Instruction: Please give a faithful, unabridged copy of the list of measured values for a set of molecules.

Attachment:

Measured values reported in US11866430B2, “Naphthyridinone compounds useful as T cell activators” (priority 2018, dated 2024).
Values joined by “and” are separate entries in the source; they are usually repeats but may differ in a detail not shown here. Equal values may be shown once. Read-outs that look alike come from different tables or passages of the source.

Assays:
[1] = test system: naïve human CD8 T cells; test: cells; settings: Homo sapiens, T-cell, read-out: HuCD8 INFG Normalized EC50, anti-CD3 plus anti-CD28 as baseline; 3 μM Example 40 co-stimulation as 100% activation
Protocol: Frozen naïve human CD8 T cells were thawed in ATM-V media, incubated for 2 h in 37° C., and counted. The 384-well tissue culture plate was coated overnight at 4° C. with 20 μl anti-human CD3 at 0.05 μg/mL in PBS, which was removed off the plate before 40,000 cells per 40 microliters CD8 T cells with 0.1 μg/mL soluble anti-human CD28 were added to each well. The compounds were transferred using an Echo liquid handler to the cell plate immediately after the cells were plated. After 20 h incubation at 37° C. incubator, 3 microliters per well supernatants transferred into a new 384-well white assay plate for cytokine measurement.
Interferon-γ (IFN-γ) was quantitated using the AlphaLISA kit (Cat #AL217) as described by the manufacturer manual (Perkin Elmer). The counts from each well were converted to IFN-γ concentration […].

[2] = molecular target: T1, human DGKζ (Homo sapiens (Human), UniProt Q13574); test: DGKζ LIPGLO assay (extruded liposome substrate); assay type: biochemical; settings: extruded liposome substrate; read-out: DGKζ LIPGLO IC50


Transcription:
Measured values reported in US11866430B2, “Naphthyridinone compounds useful as T cell activators” (priority 2018, dated 2024).
Values joined by “and” are separate entries in the source; they are usually repeats but may differ in a detail not shown here. Equal values may be shown once. Read-outs that look alike come from different tables or passages of the source.

Assays:
[1] = test system: naïve human CD8 T cells; test: cells; settings: Homo sapiens, T-cell, read-out: HuCD8 INFG Normalized EC50, anti-CD3 plus anti-CD28 as baseline; 3 μM Example 40 co-stimulation as 100% activation
Protocol: Frozen naïve human CD8 T cells were thawed in ATM-V media, incubated for 2 h in 37° C., and counted. The 384-well tissue culture plate was coated overnight at 4° C. with 20 μl anti-human CD3 at 0.05 μg/mL in PBS, which was removed off the plate before 40,000 cells per 40 microliters CD8 T cells with 0.1 μg/mL soluble anti-human CD28 were added to each well. The compounds were transferred using an Echo liquid handler to the cell plate immediately after the cells were plated. After 20 h incubation at 37° C. incubator, 3 microliters per well supernatants transferred into a new 384-well white assay plate for cytokine measurement.
Interferon-γ (IFN-γ) was quantitated using the AlphaLISA kit (Cat #AL217) as described by the manufacturer manual (Perkin Elmer). The counts from each well were converted to IFN-γ concentration […].

[2] = molecular target: T1, human DGKζ (Homo sapiens (Human), UniProt Q13574); test: DGKζ LIPGLO assay (extruded liposome substrate); assay type: biochemical; settings: extruded liposome substrate; read-out: DGKζ LIPGLO IC50